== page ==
Manvel Saribekyan was a 20-year-old resident of the Armenian border village of Jujur when he was captured by Azerbaijani soldiers in September 2010. “A visibly injured Saribekian was paraded on Azerbaijani television, saying that he is a member of an Armenian commando squad that planned to carry out terrorist attacks in Azerbaijan.” This was a clear violation of international humanitarian law andArticle 13 of the Geneva Convention (III) relative to the Treatment of Prisoners of War (Geneva, 12 August 1949).
Shortly thereafter, Saribekyan was found hanged in an Azerbaijani detention center. “The Azerbaijani authorities claimed that he committed suicide. The Armenian government said, however, that Saribekian was tortured to death or driven to suicide. Both the government and Saribekian’s family insisted that the young man was a civilian who accidentally crossed the Armenian-Azerbaijani border while grazing cattle.”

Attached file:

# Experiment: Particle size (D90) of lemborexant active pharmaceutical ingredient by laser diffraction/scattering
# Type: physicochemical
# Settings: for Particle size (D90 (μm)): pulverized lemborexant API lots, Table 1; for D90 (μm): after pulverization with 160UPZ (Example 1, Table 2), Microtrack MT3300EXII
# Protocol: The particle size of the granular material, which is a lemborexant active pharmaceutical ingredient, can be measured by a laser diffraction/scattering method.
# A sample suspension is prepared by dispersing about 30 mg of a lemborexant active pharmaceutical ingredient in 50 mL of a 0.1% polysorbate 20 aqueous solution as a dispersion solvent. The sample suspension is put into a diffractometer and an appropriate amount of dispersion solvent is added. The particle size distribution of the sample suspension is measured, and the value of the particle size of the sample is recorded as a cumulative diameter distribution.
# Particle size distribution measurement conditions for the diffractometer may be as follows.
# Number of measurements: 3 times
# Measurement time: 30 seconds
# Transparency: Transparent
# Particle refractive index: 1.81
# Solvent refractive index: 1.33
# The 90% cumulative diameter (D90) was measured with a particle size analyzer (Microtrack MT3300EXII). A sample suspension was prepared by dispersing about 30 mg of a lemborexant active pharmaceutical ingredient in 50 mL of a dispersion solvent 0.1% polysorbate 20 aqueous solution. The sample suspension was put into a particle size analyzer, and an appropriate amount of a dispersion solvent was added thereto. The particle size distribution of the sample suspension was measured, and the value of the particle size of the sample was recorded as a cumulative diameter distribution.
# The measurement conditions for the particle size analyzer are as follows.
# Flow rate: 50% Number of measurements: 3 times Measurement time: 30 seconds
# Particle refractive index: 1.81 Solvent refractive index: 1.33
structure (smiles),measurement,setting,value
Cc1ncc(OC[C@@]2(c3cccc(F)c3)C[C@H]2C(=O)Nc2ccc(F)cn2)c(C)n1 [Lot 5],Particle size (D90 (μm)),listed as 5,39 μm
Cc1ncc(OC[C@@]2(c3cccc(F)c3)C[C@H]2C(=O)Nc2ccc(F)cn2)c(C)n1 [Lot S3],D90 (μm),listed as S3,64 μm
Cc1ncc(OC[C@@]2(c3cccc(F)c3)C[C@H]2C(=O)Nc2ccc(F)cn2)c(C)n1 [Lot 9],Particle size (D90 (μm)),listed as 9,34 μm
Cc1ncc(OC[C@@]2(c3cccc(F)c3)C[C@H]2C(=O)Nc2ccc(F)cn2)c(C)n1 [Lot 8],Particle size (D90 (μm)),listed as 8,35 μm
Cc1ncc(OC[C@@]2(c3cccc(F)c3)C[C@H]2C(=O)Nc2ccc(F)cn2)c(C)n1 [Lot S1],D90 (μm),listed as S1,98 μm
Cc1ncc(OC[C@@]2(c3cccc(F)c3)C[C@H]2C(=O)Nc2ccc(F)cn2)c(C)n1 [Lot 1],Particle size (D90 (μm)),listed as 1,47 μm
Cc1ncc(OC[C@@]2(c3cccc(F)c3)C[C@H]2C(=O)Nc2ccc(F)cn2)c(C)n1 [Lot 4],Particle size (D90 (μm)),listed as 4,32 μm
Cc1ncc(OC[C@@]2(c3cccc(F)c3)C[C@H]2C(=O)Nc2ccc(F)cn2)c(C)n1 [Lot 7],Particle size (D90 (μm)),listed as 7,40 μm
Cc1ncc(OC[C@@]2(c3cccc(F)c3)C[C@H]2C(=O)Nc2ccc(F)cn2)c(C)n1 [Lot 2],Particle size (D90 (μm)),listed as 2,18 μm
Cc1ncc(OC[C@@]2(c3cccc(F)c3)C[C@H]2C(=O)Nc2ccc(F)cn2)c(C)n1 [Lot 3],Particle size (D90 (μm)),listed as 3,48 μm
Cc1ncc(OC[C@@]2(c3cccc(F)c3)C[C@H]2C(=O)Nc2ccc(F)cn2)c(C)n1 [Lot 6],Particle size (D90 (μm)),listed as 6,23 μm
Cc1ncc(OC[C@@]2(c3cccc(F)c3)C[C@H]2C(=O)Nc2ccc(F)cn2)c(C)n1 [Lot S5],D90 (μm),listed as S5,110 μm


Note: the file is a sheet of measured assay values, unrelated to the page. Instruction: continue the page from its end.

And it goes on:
On November 4, 2010, Manvel Saribekyan’s body was returned by the Azerbaijani side to Armenia. There were reports that there were signs of torture on his body.
Manvel Saribekyan’s case was lodged to the ECHR on June 10, 2011 by his parents, Mamikon Saribekyan and Siranush Balyan. The applicants attested that under Article 2 of the Convention, “their son died as a result of torture and intentional killing while in detention. The authorities of Azerbaijan failed to conduct an investigation into the circumstances of his death. They therefore claim that there were breaches of both the substantive and the procedural aspects of Article 2.” They claim that their son was tortured and ill-treated prior to being murdered.
Case 4: Karen Petrosyan